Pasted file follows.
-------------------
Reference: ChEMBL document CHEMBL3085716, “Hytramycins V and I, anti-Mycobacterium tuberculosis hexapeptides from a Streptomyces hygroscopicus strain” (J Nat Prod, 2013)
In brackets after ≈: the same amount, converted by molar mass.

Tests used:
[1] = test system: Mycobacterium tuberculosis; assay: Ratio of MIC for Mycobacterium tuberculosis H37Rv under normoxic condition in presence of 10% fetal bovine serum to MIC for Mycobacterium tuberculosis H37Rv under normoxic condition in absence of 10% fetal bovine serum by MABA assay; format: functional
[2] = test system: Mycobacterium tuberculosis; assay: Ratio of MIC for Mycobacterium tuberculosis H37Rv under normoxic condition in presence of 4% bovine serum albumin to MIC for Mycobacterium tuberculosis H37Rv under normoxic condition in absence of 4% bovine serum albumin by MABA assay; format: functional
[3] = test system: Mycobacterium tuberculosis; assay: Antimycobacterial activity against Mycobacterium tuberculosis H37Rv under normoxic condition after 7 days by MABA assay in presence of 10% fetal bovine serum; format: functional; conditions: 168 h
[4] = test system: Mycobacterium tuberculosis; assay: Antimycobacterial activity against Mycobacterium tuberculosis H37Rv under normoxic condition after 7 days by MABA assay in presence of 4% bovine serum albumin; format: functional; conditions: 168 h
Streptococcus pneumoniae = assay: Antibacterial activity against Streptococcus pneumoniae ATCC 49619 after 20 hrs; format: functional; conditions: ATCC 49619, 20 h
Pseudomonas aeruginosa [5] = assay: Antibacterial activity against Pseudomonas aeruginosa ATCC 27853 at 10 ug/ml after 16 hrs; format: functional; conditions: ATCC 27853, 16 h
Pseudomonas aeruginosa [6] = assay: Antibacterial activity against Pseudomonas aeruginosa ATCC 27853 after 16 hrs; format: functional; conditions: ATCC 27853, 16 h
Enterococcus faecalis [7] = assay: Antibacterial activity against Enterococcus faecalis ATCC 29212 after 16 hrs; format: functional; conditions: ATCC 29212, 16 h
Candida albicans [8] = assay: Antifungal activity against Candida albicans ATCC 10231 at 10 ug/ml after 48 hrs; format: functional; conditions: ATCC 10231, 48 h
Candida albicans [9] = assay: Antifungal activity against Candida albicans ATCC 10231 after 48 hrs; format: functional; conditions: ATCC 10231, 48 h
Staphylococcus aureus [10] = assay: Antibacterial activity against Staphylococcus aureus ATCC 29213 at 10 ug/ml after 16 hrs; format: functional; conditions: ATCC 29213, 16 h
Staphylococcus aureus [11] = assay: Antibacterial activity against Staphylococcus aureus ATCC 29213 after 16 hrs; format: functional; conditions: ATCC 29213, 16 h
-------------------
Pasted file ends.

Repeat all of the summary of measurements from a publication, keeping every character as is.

Reference: ChEMBL document CHEMBL3085716, “Hytramycins V and I, anti-Mycobacterium tuberculosis hexapeptides from a Streptomyces hygroscopicus strain” (J Nat Prod, 2013)
In brackets after ≈: the same amount, converted by molar mass.

Tests used:
[1] = test system: Mycobacterium tuberculosis; assay: Ratio of MIC for Mycobacterium tuberculosis H37Rv under normoxic condition in presence of 10% fetal bovine serum to MIC for Mycobacterium tuberculosis H37Rv under normoxic condition in absence of 10% fetal bovine serum by MABA assay; format: functional
[2] = test system: Mycobacterium tuberculosis; assay: Ratio of MIC for Mycobacterium tuberculosis H37Rv under normoxic condition in presence of 4% bovine serum albumin to MIC for Mycobacterium tuberculosis H37Rv under normoxic condition in absence of 4% bovine serum albumin by MABA assay; format: functional
[3] = test system: Mycobacterium tuberculosis; assay: Antimycobacterial activity against Mycobacterium tuberculosis H37Rv under normoxic condition after 7 days by MABA assay in presence of 10% fetal bovine serum; format: functional; conditions: 168 h
[4] = test system: Mycobacterium tuberculosis; assay: Antimycobacterial activity against Mycobacterium tuberculosis H37Rv under normoxic condition after 7 days by MABA assay in presence of 4% bovine serum albumin; format: functional; conditions: 168 h
Streptococcus pneumoniae = assay: Antibacterial activity against Streptococcus pneumoniae ATCC 49619 after 20 hrs; format: functional; conditions: ATCC 49619, 20 h
Pseudomonas aeruginosa [5] = assay: Antibacterial activity against Pseudomonas aeruginosa ATCC 27853 at 10 ug/ml after 16 hrs; format: functional; conditions: ATCC 27853, 16 h
Pseudomonas aeruginosa [6] = assay: Antibacterial activity against Pseudomonas aeruginosa ATCC 27853 after 16 hrs; format: functional; conditions: ATCC 27853, 16 h
Enterococcus faecalis [7] = assay: Antibacterial activity against Enterococcus faecalis ATCC 29212 after 16 hrs; format: functional; conditions: ATCC 29212, 16 h
Candida albicans [8] = assay: Antifungal activity against Candida albicans ATCC 10231 at 10 ug/ml after 48 hrs; format: functional; conditions: ATCC 10231, 48 h
Candida albicans [9] = assay: Antifungal activity against Candida albicans ATCC 10231 after 48 hrs; format: functional; conditions: ATCC 10231, 48 h
Staphylococcus aureus [10] = assay: Antibacterial activity against Staphylococcus aureus ATCC 29213 at 10 ug/ml after 16 hrs; format: functional; conditions: ATCC 29213, 16 h
Staphylococcus aureus [11] = assay: Antibacterial activity against Staphylococcus aureus ATCC 29213 after 16 hrs; format: functional; conditions: ATCC 29213, 16 h